As I mentioned in the last blog post when Garth Williams was first approached to re-illustrate the Little House books, he was not too sure about the idea. If you are just now tuning in for the first time look back to the last blog post to learn about Garth Williams, the man behind the famous Little House drawings, and his life prior to illustrating a children’s classic. The reason Williams was not sure about illustrating the Little House books is because he was accustomed to drawing animals, which he was very talented at drawing. He was not certain about taking on the task of depicting Laura Ingalls Wilder’s real life.
Little House Books:
At first Williams did not want to accept the offer, but after the editorial persistence he decided to go for it (William Anderson LORE 16,1). In order to properly illustrate Laura’s books, he set out on a tour across Laura’s territory. His first stop was Laura’s house in Mansfield Missouri. The journey started in 1947 when both Laura and Almanzo were still alive. At the Wilder’s farm, Rocky Ridge, he had a chance to sit down with both of them and hear some of the stories firsthand. Williams described her as “’very cheerful, sprightly, very much alive at eighty’” (qtd in Anderson 19,2). He also said that Laura was very helpful but not concerned about how he illustrated the books. From there Williams set out on a track to follow the Ingalls footsteps in order to personally see the places Laura wrote about in her books. On his trip Williams stated that “’illustrating books is not just making pictures of the houses, the people and the articles mentioned by the artist… the artist has to see everything with the same eyes’” (qtd. in Garth Williams, American Illustrator: A Life 69-70). After visiting all of the places in Laura’s books he then went to Italy to finish his big project. The project took him about six years to complete and then the re-illustrated series was then released in 1953, just four years before Laura’s death in February of 1957. The re-illustrated Little House books pushed the series into vast popularity and helped turn the books into the children’s classic that they are today.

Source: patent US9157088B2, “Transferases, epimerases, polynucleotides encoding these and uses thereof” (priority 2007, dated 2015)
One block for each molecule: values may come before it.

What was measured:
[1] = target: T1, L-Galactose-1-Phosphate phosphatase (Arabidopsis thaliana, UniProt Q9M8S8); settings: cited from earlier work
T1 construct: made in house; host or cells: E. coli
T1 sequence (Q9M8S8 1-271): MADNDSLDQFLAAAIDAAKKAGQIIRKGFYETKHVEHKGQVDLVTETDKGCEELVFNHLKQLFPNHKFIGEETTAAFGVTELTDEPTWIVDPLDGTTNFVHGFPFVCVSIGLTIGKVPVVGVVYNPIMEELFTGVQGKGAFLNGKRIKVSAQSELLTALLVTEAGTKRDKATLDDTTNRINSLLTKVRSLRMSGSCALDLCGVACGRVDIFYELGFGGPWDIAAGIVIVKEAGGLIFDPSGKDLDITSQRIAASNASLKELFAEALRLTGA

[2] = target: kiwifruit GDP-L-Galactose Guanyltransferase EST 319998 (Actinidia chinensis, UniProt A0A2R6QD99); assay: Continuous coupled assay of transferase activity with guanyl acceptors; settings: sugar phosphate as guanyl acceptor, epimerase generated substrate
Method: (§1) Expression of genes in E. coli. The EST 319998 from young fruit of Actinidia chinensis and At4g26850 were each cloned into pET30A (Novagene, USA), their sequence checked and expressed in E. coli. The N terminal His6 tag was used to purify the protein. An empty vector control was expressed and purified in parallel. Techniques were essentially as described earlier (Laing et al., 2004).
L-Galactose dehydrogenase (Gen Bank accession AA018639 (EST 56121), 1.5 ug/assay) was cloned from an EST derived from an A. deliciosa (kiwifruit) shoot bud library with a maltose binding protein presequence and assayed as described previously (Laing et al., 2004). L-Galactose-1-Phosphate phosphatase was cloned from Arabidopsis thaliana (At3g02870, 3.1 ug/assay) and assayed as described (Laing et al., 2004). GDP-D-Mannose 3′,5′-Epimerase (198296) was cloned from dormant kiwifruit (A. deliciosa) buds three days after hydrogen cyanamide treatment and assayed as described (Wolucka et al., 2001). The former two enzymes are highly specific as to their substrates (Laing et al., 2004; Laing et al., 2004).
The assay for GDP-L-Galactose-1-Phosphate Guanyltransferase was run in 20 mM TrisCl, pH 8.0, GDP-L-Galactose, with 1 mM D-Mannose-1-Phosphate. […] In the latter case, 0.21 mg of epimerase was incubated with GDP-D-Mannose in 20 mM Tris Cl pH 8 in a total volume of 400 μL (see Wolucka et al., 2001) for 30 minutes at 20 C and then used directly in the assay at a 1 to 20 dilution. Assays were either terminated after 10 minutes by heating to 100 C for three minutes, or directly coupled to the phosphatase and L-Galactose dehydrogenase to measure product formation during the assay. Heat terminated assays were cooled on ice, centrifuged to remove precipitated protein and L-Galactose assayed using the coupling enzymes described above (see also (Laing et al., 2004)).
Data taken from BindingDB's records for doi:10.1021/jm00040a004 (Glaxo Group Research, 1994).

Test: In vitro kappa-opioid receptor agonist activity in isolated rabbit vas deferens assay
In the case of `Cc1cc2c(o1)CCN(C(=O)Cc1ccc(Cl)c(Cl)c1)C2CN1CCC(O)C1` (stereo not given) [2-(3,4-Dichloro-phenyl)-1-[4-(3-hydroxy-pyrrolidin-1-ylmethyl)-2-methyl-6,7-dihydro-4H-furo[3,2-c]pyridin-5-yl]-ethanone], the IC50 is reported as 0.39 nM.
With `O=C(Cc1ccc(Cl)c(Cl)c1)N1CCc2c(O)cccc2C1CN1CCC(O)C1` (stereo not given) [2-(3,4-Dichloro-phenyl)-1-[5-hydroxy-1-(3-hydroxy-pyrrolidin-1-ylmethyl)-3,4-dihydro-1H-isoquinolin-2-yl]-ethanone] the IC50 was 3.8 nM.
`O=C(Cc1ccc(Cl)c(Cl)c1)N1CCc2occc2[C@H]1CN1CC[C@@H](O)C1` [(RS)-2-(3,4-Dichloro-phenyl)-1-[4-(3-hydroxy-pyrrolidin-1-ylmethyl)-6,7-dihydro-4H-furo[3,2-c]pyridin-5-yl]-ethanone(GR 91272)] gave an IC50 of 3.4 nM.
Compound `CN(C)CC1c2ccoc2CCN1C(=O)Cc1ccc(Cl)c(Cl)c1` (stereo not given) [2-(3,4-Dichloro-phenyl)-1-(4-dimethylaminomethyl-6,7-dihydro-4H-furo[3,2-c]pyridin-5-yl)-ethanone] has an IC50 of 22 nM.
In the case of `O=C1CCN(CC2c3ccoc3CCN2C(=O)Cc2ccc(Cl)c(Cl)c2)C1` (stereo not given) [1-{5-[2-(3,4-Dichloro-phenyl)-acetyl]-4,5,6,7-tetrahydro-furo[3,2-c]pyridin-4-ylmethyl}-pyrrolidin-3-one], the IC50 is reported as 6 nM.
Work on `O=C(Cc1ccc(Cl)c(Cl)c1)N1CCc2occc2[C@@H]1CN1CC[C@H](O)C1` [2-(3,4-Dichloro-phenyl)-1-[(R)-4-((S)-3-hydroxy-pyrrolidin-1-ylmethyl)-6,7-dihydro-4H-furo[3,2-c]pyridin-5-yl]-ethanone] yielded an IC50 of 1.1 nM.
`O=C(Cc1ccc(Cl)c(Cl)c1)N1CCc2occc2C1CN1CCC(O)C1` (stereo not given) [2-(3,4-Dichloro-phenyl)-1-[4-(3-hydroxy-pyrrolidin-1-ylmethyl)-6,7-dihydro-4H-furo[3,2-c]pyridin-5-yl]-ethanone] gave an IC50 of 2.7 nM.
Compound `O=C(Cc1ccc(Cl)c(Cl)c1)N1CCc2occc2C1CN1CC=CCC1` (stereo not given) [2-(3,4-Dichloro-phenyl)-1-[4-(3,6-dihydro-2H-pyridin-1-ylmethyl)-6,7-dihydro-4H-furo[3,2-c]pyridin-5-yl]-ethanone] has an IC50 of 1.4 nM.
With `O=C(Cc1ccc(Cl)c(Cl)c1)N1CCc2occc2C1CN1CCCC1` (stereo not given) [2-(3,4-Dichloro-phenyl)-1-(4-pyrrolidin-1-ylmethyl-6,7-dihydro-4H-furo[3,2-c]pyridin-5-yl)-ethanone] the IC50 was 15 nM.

In the 1960s Williams decided to move to Guanajuato, Mexico, where he purchased a 400-year castle. The castle was a good find and needed so work which Williams put in. He ended up transforming the place into a “huge, fortresslike residence and studio” (Anderson LORE 19,2). His property also included some unique features including fountains, a waterfall, and living and dining room that seated up to 150, along with cathedral arches. In 1974, he married Leticia, and she became his business manager. Williams spoke very highly of Leticia as his manager and enjoyed being able to spend more time on his artwork. The family, however, did not spend all their time in Mexico. They ended up splitting their time between Guanajuato, Mexico and San Antonio, Texas. Unfortunately, on May 8, 1996 Garth Williams passed away in Guanajuato, Mexico.
In his lifetime, Williams illustrated just under one hundred books and is remembered most for his illustrations in Stuart Little, Charlotte’s Web, and the Little House book series.
If you are interested in learning more about Garth Williams’ life check out Garth Williams American Illustrator: A Life. We also have a series of Christmas ornaments with Garth Williams’ illustrations on them. We currently have ones for By the Shores of Silver Lake, The Long Winter, Little Town on the Prairie, These Happy Golden Years, The First Four Years, and our latest release, Little House in the Big Woods.